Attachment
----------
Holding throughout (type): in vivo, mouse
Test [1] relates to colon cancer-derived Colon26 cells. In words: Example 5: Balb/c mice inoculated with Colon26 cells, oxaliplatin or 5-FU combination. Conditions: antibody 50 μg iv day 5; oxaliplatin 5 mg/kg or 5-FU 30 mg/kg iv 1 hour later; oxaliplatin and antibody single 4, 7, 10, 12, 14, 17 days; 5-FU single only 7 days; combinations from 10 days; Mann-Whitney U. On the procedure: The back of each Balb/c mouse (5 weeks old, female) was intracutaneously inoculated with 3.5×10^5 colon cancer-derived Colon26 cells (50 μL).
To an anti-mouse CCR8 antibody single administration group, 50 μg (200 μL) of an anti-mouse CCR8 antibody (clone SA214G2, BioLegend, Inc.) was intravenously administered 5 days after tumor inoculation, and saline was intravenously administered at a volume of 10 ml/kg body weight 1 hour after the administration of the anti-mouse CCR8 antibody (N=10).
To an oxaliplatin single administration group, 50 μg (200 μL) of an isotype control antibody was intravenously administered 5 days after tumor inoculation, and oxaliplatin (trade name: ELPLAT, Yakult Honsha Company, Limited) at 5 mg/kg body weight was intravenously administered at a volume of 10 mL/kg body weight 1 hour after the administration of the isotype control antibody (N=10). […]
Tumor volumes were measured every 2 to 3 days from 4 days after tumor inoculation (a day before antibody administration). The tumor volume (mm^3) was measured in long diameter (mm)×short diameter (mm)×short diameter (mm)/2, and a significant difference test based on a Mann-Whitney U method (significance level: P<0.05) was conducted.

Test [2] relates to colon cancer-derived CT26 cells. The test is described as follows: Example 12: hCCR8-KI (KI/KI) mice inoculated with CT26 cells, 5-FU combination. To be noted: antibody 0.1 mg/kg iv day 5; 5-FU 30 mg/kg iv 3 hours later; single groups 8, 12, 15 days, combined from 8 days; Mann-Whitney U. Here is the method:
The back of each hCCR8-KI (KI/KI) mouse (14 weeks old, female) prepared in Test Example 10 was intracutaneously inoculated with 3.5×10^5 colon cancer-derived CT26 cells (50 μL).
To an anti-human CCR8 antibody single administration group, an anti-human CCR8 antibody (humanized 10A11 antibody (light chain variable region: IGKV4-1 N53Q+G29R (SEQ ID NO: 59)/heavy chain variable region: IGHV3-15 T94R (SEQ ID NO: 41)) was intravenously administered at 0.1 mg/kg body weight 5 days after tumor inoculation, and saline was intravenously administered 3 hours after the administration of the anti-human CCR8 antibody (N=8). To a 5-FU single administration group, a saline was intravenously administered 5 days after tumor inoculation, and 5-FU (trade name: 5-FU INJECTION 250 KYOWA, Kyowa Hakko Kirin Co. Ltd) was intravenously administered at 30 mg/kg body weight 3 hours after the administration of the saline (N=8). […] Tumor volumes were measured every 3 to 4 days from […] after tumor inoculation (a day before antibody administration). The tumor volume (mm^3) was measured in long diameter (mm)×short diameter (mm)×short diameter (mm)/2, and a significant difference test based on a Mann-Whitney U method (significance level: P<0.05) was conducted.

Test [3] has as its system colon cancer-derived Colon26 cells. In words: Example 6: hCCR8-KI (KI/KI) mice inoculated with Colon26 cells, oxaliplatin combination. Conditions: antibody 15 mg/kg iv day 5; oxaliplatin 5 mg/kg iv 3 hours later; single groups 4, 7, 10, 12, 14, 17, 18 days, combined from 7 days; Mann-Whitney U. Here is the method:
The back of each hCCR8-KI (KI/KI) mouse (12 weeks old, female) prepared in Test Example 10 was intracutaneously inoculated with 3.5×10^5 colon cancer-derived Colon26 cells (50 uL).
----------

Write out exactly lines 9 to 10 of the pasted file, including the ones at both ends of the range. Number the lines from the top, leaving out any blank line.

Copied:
Test [3] has as its system colon cancer-derived Colon26 cells. In words: Example 6: hCCR8-KI (KI/KI) mice inoculated with Colon26 cells, oxaliplatin combination. Conditions: antibody 15 mg/kg iv day 5; oxaliplatin 5 mg/kg iv 3 hours later; single groups 4, 7, 10, 12, 14, 17, 18 days, combined from 7 days; Mann-Whitney U. Here is the method:
The back of each hCCR8-KI (KI/KI) mouse (12 weeks old, female) prepared in Test Example 10 was intracutaneously inoculated with 3.5×10^5 colon cancer-derived Colon26 cells (50 uL).